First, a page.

Sometimes I wonder if I’d be working on two books right now if I was still living in the U.S. I’m sure I’d be thinking about writing one, but I have a feeling life would have gotten in the way.
Before I moved abroad, I worked 50-60 hours a week as a copywriter, taught as an adjunct at the local university one night a week, contributed to the arts & culture section of a local newspaper, and also managed to find the time to sing in a choir.
Going abroad has taught me that other cultures are less work-crazy than mine. It has taught me to pace myself. That free time matters. While I sit down every weekday and write, I have learned to be a nicer boss to myself because otherwise I just end up feeling anxious and overwhelmed: in other words, I end up feeling American.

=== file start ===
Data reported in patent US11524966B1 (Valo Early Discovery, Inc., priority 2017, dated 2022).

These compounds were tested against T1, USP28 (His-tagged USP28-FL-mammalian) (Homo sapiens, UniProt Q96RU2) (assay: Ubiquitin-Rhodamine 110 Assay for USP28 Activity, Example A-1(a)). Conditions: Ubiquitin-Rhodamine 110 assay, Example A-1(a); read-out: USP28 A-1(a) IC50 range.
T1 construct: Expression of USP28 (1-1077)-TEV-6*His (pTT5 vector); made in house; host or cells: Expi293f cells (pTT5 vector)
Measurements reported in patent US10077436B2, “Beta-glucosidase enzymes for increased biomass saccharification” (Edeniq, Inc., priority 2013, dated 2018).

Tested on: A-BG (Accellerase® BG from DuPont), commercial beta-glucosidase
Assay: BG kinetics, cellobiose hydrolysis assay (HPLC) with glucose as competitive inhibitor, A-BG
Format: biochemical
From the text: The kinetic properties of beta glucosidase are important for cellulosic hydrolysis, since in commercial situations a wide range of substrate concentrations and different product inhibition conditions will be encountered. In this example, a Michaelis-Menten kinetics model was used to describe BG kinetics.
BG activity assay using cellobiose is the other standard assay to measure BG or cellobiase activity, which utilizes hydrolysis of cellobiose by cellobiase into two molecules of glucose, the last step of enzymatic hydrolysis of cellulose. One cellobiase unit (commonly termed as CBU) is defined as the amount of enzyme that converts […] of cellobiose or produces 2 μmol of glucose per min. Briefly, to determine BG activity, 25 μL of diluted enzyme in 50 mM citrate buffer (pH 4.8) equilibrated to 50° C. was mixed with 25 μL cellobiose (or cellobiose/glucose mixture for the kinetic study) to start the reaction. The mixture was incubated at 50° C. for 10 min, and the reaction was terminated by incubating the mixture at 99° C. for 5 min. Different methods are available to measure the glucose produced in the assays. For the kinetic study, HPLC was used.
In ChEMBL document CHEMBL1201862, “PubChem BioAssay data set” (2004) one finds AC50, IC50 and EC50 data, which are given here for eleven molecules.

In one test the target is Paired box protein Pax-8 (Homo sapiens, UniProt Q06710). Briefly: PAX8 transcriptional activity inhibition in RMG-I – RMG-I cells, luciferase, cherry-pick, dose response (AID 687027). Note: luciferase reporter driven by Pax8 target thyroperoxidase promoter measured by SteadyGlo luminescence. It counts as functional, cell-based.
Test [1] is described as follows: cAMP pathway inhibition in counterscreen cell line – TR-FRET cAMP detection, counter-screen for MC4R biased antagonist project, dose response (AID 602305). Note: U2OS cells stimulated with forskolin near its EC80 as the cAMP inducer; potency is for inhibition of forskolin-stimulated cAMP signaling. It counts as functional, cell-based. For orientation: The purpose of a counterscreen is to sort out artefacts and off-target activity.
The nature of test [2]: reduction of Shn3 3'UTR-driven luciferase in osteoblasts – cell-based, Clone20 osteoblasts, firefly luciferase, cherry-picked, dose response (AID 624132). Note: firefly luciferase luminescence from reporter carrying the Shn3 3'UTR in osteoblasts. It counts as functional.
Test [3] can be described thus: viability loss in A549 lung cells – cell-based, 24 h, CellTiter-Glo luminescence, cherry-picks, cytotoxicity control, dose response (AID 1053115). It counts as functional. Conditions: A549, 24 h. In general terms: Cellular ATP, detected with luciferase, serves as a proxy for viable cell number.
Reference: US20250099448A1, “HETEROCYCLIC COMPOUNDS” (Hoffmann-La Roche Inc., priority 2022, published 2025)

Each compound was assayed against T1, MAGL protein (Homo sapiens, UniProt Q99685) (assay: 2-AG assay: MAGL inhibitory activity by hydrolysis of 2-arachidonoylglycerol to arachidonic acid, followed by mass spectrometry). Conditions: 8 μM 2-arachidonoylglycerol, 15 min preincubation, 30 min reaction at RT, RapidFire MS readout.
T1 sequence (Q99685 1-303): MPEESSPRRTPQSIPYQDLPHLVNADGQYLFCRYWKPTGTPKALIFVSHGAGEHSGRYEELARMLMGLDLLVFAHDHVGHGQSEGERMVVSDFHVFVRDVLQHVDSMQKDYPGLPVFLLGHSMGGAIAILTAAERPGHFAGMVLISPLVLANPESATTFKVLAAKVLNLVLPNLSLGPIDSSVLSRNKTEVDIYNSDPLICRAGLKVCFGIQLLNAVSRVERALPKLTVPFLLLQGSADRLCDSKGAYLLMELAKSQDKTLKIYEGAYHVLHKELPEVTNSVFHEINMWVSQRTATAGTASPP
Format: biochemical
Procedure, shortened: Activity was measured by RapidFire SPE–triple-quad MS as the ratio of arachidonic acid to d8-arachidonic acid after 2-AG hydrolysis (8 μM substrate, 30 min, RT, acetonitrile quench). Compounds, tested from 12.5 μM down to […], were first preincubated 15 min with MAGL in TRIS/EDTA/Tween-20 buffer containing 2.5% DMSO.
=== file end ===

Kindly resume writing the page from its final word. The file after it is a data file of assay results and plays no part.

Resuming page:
The culture, at least in most of Europe, is more relaxed than the United States. On Sundays in Switzerland, nothing is open except bakeries and cable car lifts. You are expected to either walk in the woods or linger over a coffee. I’m finally getting good at both. While I still get caught up in the whole American “if I’m not busy then I’m not worthy” sentiment, for the most part, I’m learning to take things one step (and one chapter) at a time.
When I hear from family back home that some stores will be open on Thanksgiving and that some offices are no longer honoring holidays such as Christmas, since their partner offices around the world may not also close on that day, I feel sad. I hope Americans will fight back. Maybe not as intensely as the French. But a little of the French “free time is sacred” spirit couldn’t hurt. Because if the U.S. is the land of the free, then why is everyone chained to their desks?
Did you go abroad as a writer or did going abroad make you a writer?